Your Mission is to Search & Rescue

A serving mindset opens more opportunities 

This week we discuss the importance of reverse mortgage originators having the focus of a search and rescue team. Search for those with a genuine need or financial pain that needs relief and solve the issue if possible.



3 Lessons Reverse Mortgage Professionals Can Learn from Amtrak & NYC’s Subway System


Signs, communication & reassurance

My wife and I just returned from our tenth anniversary vacation to New York City and Niagara Falls. Traveling comes with its own set of challenges but also opportunities for teachable moments. With a nine and a half hour ride from Penn Station to Niagara Falls and back the importance of how we interact with our potential borrowers and clients came to mind as the landscape rushed by our window.

Lesson #1: Clear communication is essential!

After taking the F train from Queens to Penn Station’s Moynihan Hall in Manhattan we continued to follow the countless signs to prepare for our departure. You have to hand it to New Yorkers- their signage is extensive and detailed, and while at times confusing, those who persist will find themselves at their intended destination. 

My favorite signs are those in New York City’s subway cars. Once boarded you’ll now instantly if you’ve boarded the right train. The interior sign shows you the next stop and how many stops until your desired destination. It’s simple, clear, and reduces a traveler’s anxiety as they can track their progress. Perhaps those originating in New York may want to create a chart describing the reverse mortgage process with a similar layout.

Establishing expectations reassures homeowners where they’ll begin and the steps required to ultimately fund their loan.

There’s signage and then there’s verbal communication. 

Amtrak’s announcements are somewhat reminiscent of going to a cattle auction. A steady cadence of fast, somewhat incomprehensible words strung together, coupled with the employee’s local dialect. When it comes to speaking “New York”, I have no problems and the accent rarely is an obstacle. It’s the pacing that doesn’t always ensure the message being sent is received by those waiting to board.

Lesson #2: Reassure them along the way

After two days of exploring Niagara Falls and city near our hotel we returned the Amtrak station for a 6:47 a.m. departure. Walking through the ground level doors and arriving at the second floor waiting area we found an empty waiting area and ticket counter. Not one employee was to be seen. “This place is a ghost ship”, I quipped to my wife. As the minutes passed I chuckled to myself wondering if we were in the wrong place. We weren’t. It just so happened that we were the only two passengers to board in Niagara. Let’s just say our choice of seats was unlimited.

In the same way reverse mortgage applicants may get antsy waiting for updates on their loan application’s status. The top mortgage originators I know are proactive and instruct their applicants that they will update them on one or two specific days each week. 

Lesson #3: Show a little tenderness

Any vacation or application for a reverse mortgage for that matter is a collection of experiences. Little waypoints along the way that become part of one’s collective experience. As reverse mortgage professionals it’s our duty to ensure homeowners receive a concierge level of service and politeness they deserve. Perhaps several of you reading this who have experienced superb service  have been inspired to reach for new levels of excellence in your own practice.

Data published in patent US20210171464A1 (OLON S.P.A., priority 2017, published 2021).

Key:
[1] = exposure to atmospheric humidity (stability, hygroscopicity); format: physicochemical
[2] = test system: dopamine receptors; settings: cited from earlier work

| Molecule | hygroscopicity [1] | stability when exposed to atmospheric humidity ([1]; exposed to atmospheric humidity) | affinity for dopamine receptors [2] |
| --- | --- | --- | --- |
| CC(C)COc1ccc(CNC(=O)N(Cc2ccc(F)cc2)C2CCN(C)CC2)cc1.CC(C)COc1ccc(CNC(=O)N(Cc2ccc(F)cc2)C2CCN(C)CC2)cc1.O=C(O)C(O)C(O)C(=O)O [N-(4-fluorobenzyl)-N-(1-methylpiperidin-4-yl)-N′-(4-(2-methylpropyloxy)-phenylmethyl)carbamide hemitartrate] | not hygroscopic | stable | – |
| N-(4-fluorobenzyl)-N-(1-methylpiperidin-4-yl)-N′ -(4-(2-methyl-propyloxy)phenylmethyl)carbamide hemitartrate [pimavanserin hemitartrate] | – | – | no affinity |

Unfortunately, a trip to the dining car reminded me just how we don’t want to interact with our valued applicants and borrowers. After a 5:00 a.m. wakeup call coffee was at the top of my to-do list. Approaching the cafe counter the employee slowly got up from his chair and approached the point-of-sale computer. “Good morning”, I said. “Just a minute”, he gruffly replied, “I’m not ready”. Okay. After a minute or two of zero eye contact or even a greeting I placed my order for two coffees. “Just tap your card here”. Obediently I tapped my card but it didn’t take so I laid it down a bit longer. “I didn’t say keep it on there. I said tap it quickly”, said Mr. Cheerful. Throughout the exchange I refused to return rudeness in kind instead addressing him as “sir” and saying please and thank you.  After the card charged successfully I carried our  treasured hot coffee back to our seats. “What was that?!” I thought. That, was exactly what we never want our customers to experience.

Each of our interactions should (1) acknowledge our customers promptly (2) express gratitude for the opportunity to serve them, and (3) leave them a reason to ultimately give us a five-star review. 

Clear communication, a reassuring experience, and top-notch customer service are crucial to our success and reputation as reverse mortgage professionals. After all, anything we can do to smooth out a homeowner’s reverse mortgage journey may lead them to recommend their friends and family take your reverse mortgage train.

All aboard! 





Seven Ways to Work Happier


The following is from an earlier publication authored by Amara Rose.

We spend a lot of time focusing on ways to enhance the reverse mortgage experience for mature adults. Just as crucial, however, is the care of the reverse mortgage professional. The more relaxed, healthy, and well-rested you are, the better you’ll be able to listen and the more thorough and specific the service you’ll provide.

Here are seven ways to improve your workplace, mood, and manner:

1. Order in the workplace! There are people who can pull the precise piece of paper they need from a chaotic jumble on their desk. However, a well-ordered work area makes this exponentially easier. Think about placing your important documents in color-coded file folders, or whatever system suits your personality, available space, and daily needs.

2. Let there be light. Unless you have full-spectrum lighting, sun exposure through windows is preferable to sitting under fluorescent bulbs, which can weaken eyesight with their rapid, undetected blinking. Another health benefit of natural light is improved sleep, which affects the quality of life — and encourages people to get more exercise because they finally have the energy for it.

3. Go for the green. While plants improve air quality by breathing carbon dioxide and giving off oxygen, they also decrease stress and increase productivity by 12 percent, says a new AARP report. Maybe not a huge enhancement, but where else can you get a daily brain boost for the price of a little watering?

4. Vary the sitting. It’s a conundrum: sitting for more than four hours a day has been shown to increase the odds of developing cancer, diabetes, high blood pressure, and heart disease — ouch! — yet standing at a raised desk can lead to varicose veins, knee or ankle problems, and carpal tunnel syndrome. What’s a health-oriented reverse mortgage professional to do? The AARP article suggests (no joke) a treadmill: one study found those who walked during the workday lost weight and enjoyed greater productivity after one year. Of course, you could simply take a tip from one manager who possessed a lot of kinetic energy: he paced his office while talking on the phone, which burned calories, kept him from sitting or standing too much, and dispensed with the need for a treadmill.